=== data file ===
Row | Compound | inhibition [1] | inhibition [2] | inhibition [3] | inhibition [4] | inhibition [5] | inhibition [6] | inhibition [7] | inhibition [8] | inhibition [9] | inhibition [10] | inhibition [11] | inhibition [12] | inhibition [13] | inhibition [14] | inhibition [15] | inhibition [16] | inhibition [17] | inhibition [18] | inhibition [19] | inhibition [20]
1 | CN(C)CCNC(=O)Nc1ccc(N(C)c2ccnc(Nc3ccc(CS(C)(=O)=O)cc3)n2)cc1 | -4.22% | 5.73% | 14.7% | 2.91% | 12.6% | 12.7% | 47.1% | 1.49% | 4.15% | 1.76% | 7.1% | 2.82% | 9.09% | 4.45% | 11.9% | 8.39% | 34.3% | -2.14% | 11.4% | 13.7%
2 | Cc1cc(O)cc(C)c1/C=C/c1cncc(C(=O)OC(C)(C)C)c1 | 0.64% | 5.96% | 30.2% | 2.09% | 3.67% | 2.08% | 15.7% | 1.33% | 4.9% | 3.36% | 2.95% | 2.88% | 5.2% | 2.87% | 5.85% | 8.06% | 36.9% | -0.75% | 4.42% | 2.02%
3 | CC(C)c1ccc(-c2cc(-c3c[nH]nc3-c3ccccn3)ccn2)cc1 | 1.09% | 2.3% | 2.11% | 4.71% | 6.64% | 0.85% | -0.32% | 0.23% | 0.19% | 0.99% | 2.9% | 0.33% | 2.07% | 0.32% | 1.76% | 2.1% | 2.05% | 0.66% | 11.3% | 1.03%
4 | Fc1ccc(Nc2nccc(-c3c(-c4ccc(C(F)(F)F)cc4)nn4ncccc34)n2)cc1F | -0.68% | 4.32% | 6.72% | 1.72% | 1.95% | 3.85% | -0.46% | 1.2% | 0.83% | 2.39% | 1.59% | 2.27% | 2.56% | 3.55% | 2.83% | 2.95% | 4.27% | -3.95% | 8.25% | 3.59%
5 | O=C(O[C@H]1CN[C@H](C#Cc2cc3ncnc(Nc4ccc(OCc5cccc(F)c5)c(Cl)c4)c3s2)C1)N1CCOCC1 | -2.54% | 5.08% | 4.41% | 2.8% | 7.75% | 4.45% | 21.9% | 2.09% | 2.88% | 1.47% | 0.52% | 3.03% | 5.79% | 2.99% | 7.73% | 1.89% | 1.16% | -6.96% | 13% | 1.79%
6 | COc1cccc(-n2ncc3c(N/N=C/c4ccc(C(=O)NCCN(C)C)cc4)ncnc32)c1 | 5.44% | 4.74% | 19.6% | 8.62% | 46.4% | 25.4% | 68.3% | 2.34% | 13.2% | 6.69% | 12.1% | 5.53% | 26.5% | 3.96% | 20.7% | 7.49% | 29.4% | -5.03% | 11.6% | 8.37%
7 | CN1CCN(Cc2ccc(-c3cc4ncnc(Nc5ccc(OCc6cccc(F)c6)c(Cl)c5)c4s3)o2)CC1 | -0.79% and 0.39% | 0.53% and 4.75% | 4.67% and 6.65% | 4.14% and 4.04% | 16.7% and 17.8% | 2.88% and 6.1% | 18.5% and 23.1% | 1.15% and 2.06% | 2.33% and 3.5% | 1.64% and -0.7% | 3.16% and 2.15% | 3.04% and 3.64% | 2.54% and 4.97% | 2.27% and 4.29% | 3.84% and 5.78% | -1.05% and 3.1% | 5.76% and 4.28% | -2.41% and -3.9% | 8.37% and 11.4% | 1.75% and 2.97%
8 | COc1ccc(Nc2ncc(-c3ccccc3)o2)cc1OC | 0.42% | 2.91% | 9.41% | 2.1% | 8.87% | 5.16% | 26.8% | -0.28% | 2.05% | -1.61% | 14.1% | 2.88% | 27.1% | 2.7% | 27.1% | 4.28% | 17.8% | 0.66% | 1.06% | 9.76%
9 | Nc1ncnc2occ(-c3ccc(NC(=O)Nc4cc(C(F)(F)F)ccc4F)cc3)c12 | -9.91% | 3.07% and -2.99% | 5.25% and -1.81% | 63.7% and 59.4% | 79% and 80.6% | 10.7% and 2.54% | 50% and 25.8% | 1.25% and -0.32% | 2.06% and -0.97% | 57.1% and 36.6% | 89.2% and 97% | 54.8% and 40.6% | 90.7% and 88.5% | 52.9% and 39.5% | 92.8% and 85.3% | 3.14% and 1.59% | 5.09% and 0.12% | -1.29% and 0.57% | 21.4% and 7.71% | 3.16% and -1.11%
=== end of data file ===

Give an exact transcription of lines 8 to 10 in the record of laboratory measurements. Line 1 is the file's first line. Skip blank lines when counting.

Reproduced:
7 | CN1CCN(Cc2ccc(-c3cc4ncnc(Nc5ccc(OCc6cccc(F)c6)c(Cl)c5)c4s3)o2)CC1 | -0.79% and 0.39% | 0.53% and 4.75% | 4.67% and 6.65% | 4.14% and 4.04% | 16.7% and 17.8% | 2.88% and 6.1% | 18.5% and 23.1% | 1.15% and 2.06% | 2.33% and 3.5% | 1.64% and -0.7% | 3.16% and 2.15% | 3.04% and 3.64% | 2.54% and 4.97% | 2.27% and 4.29% | 3.84% and 5.78% | -1.05% and 3.1% | 5.76% and 4.28% | -2.41% and -3.9% | 8.37% and 11.4% | 1.75% and 2.97%
8 | COc1ccc(Nc2ncc(-c3ccccc3)o2)cc1OC | 0.42% | 2.91% | 9.41% | 2.1% | 8.87% | 5.16% | 26.8% | -0.28% | 2.05% | -1.61% | 14.1% | 2.88% | 27.1% | 2.7% | 27.1% | 4.28% | 17.8% | 0.66% | 1.06% | 9.76%
9 | Nc1ncnc2occ(-c3ccc(NC(=O)Nc4cc(C(F)(F)F)ccc4F)cc3)c12 | -9.91% | 3.07% and -2.99% | 5.25% and -1.81% | 63.7% and 59.4% | 79% and 80.6% | 10.7% and 2.54% | 50% and 25.8% | 1.25% and -0.32% | 2.06% and -0.97% | 57.1% and 36.6% | 89.2% and 97% | 54.8% and 40.6% | 90.7% and 88.5% | 52.9% and 39.5% | 92.8% and 85.3% | 3.14% and 1.59% | 5.09% and 0.12% | -1.29% and 0.57% | 21.4% and 7.71% | 3.16% and -1.11%